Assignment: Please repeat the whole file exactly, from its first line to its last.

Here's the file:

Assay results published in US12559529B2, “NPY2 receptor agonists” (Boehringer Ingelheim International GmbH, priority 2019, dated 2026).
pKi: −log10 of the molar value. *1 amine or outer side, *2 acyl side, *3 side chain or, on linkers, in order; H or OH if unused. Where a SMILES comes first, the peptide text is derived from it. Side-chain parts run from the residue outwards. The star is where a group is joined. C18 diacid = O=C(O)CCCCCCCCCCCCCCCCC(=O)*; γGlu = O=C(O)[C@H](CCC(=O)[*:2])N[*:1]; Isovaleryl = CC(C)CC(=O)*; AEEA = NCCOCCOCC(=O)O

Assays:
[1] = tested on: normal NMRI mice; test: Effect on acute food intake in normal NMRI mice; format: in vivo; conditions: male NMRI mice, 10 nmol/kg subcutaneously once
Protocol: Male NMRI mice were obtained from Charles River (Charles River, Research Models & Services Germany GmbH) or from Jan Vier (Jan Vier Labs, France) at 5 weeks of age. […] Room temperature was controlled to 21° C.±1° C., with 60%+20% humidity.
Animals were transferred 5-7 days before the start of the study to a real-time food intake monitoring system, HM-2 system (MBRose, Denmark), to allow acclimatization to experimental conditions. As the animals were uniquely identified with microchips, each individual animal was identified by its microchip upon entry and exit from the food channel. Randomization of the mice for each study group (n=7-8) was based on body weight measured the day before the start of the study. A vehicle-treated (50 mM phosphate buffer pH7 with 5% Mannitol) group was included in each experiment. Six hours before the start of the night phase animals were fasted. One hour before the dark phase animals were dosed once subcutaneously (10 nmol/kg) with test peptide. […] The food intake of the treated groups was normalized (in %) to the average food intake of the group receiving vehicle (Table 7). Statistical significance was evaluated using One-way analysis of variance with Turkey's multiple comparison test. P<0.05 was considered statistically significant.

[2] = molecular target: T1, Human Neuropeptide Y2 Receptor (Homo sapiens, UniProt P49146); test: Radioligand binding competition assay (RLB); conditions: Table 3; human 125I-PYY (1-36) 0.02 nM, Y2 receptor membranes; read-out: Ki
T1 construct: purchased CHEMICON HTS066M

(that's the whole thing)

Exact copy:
Assay results published in US12559529B2, “NPY2 receptor agonists” (Boehringer Ingelheim International GmbH, priority 2019, dated 2026).
pKi: −log10 of the molar value. *1 amine or outer side, *2 acyl side, *3 side chain or, on linkers, in order; H or OH if unused. Where a SMILES comes first, the peptide text is derived from it. Side-chain parts run from the residue outwards. The star is where a group is joined. C18 diacid = O=C(O)CCCCCCCCCCCCCCCCC(=O)*; γGlu = O=C(O)[C@H](CCC(=O)[*:2])N[*:1]; Isovaleryl = CC(C)CC(=O)*; AEEA = NCCOCCOCC(=O)O

Assays:
[1] = tested on: normal NMRI mice; test: Effect on acute food intake in normal NMRI mice; format: in vivo; conditions: male NMRI mice, 10 nmol/kg subcutaneously once
Protocol: Male NMRI mice were obtained from Charles River (Charles River, Research Models & Services Germany GmbH) or from Jan Vier (Jan Vier Labs, France) at 5 weeks of age. […] Room temperature was controlled to 21° C.±1° C., with 60%+20% humidity.
Animals were transferred 5-7 days before the start of the study to a real-time food intake monitoring system, HM-2 system (MBRose, Denmark), to allow acclimatization to experimental conditions. As the animals were uniquely identified with microchips, each individual animal was identified by its microchip upon entry and exit from the food channel. Randomization of the mice for each study group (n=7-8) was based on body weight measured the day before the start of the study. A vehicle-treated (50 mM phosphate buffer pH7 with 5% Mannitol) group was included in each experiment. Six hours before the start of the night phase animals were fasted. One hour before the dark phase animals were dosed once subcutaneously (10 nmol/kg) with test peptide. […] The food intake of the treated groups was normalized (in %) to the average food intake of the group receiving vehicle (Table 7). Statistical significance was evaluated using One-way analysis of variance with Turkey's multiple comparison test. P<0.05 was considered statistically significant.

[2] = molecular target: T1, Human Neuropeptide Y2 Receptor (Homo sapiens, UniProt P49146); test: Radioligand binding competition assay (RLB); conditions: Table 3; human 125I-PYY (1-36) 0.02 nM, Y2 receptor membranes; read-out: Ki
T1 construct: purchased CHEMICON HTS066M